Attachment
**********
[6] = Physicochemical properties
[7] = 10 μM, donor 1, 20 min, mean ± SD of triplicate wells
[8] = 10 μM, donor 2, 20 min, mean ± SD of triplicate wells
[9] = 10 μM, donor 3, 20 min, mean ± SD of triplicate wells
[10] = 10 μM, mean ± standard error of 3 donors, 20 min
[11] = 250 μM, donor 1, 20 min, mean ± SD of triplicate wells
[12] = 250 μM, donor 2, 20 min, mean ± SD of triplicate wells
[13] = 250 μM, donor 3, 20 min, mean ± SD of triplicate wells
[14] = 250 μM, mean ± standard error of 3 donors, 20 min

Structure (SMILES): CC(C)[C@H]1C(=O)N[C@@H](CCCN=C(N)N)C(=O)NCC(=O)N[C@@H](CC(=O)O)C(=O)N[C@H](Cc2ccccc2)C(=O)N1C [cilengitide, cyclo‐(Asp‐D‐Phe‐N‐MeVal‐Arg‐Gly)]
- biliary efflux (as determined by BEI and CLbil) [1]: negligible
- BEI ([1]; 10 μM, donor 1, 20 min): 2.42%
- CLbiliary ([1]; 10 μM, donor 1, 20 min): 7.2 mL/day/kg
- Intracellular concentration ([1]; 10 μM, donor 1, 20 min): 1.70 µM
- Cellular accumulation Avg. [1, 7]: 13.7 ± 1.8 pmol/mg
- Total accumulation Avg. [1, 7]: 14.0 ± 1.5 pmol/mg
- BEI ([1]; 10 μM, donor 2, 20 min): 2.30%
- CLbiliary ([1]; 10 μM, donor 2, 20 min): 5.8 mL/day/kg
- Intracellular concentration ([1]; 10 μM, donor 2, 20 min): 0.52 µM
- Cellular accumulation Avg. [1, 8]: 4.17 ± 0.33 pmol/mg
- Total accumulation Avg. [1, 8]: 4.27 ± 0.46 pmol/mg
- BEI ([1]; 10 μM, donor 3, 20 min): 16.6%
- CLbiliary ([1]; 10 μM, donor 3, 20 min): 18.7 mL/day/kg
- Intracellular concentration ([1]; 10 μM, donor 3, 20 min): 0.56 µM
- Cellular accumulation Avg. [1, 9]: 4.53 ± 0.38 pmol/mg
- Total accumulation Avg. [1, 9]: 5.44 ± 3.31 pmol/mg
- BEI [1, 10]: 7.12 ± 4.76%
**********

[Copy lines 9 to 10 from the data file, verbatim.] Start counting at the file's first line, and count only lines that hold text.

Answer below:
[14] = 250 μM, mean ± standard error of 3 donors, 20 min

Structure (SMILES): CC(C)[C@H]1C(=O)N[C@@H](CCCN=C(N)N)C(=O)NCC(=O)N[C@@H](CC(=O)O)C(=O)N[C@H](Cc2ccccc2)C(=O)N1C [cilengitide, cyclo‐(Asp‐D‐Phe‐N‐MeVal‐Arg‐Gly)]